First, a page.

- Col. Mamady Doumbouya led special forces into the presidential palace and deposed the country's 83-year-old president Alpha Condé
- Doumbouya is a familiar figure to American forces who have help train 100 Special Forces members led by the Colonel and have worked with him for years
- Due to the timing and the close relationship with the Colonel the current situation has been an 'embarrassment' for the Pentagon, the Times reported
- A video of American solders smiling as they make their way to the U.S. Embassy on Sunday has led to suspicion of American involvement in the coup
- Doumbouya's coup was most likely fueled by tensions within the defense establishment who deprived his Special Forces unit of resources
U.S forces were caught off guard when a Guinean colonel they trained turned out to be the mastermind behind the country's recent coup and is now the leader of the West African nation.
Col. Mamady Doumbouya has declared himself the new leader of Guinea after he led special forces into the presidential palace and deposed the country's 83-year-old president, Alpha Condé, on September 5, the New York Times reported.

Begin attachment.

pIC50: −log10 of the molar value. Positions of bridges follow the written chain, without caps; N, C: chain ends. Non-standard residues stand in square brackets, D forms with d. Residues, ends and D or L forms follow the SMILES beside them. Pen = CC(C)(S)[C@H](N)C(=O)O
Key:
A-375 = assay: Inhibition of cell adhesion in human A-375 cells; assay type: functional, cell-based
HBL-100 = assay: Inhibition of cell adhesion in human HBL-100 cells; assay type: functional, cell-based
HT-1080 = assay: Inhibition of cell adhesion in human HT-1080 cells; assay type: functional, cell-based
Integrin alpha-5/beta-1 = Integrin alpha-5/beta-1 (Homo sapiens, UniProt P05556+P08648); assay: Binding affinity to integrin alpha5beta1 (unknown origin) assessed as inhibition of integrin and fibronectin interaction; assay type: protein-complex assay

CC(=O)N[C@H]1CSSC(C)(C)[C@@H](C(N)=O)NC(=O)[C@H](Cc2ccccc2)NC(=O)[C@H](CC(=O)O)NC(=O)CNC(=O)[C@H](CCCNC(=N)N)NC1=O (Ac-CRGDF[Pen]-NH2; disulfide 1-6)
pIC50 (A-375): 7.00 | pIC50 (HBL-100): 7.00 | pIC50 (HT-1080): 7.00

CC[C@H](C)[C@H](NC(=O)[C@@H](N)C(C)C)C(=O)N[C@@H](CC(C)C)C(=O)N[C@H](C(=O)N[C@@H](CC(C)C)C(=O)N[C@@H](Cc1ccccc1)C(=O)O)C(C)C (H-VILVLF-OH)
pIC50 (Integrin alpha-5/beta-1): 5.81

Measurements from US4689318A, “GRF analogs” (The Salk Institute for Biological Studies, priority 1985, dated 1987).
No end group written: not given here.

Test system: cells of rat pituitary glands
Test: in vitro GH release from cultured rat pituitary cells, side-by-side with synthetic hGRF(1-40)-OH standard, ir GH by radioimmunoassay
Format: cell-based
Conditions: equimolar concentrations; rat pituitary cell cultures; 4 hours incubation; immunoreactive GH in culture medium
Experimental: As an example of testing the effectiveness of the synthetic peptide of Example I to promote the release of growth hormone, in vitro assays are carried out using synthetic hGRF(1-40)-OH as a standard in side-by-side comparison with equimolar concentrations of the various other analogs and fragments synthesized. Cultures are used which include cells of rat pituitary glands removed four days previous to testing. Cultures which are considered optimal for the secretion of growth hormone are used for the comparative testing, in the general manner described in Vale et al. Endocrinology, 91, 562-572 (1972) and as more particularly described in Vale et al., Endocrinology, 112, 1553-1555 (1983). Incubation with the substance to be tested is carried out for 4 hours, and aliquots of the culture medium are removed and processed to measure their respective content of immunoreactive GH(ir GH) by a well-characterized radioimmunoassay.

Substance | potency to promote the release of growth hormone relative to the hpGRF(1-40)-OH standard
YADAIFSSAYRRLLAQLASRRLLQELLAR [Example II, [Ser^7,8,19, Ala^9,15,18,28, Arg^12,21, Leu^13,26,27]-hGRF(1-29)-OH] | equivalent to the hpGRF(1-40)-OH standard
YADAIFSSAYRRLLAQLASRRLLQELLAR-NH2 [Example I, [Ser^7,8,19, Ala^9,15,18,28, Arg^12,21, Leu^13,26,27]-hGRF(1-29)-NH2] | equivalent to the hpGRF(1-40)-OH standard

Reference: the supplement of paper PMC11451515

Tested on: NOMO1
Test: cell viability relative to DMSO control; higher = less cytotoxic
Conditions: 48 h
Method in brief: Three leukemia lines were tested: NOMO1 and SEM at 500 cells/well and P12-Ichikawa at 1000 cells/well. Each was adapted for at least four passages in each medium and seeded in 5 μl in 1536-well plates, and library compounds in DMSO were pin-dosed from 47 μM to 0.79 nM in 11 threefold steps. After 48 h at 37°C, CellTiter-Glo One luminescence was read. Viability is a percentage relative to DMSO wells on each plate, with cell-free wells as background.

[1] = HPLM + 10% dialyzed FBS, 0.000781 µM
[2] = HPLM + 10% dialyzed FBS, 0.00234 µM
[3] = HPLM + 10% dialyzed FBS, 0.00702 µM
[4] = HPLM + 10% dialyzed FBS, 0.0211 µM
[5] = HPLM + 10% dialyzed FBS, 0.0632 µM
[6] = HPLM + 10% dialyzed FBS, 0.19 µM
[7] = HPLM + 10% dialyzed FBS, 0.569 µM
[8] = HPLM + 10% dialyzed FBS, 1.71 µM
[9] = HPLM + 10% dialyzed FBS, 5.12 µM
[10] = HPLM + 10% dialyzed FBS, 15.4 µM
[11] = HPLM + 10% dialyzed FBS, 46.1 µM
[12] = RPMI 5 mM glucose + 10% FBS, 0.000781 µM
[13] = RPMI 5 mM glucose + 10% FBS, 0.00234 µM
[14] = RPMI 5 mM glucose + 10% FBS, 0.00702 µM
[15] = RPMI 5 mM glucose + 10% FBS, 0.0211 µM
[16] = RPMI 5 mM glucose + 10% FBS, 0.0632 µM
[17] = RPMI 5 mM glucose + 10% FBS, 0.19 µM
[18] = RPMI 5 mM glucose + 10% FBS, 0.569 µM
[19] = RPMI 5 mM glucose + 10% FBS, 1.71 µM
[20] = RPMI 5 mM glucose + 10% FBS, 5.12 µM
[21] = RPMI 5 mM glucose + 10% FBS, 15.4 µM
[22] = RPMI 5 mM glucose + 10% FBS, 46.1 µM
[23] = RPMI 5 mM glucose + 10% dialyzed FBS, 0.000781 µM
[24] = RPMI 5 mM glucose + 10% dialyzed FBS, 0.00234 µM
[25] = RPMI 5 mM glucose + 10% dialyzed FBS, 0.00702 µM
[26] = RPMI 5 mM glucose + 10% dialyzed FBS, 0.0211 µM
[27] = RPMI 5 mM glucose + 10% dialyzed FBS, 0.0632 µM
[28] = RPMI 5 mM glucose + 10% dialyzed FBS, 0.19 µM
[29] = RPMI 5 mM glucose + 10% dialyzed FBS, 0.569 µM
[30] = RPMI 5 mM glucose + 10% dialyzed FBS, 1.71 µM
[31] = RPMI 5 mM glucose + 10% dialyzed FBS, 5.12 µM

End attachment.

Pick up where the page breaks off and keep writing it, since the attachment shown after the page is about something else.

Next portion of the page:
He is said to have slipped away to mount the coup early Sunday, raising suspicions he did so while his US instructors were asleep.
They had been working with Doumbouya and other Guinean service personnel to train them in counterterrorism techniques, and to help them prop up their civilian government.
Guinea's new leader and his allies are said to have been angered after Condé successfully changed the country's constitution to enable him to serve a third term as president.
Doumbouya, once a close ally to Condé, is a familiar figure to American forces, who have been in the country since July to train a group of about 100 Special Forces members led by the Colonel and have worked with him for years.
Doumbouya (center) is a familiar figure to American forces who have helped train 100 Special Forces members led by the Colonel and have worked with him for years
Kelly Cahalan, a spokeswoman for the U.S. Africa Command, told the Times the coup is 'inconsistent with U.S. military training and education.'
U.S. officials also told the Times, who obtained a photo of Doumbouya posing with U.S. military officials outside the American Embassy, they were 'puzzled' by his decision to stage a coup at a moment when he was working so closely with Americans.
U.S. officials said they were looking into reports that Doumbouya and his conspirators slipped away from the training base in the middle of the night while instructors were sleeping, the Times reported. By GINA MARTINEZ FOR DAILYMAIL.COM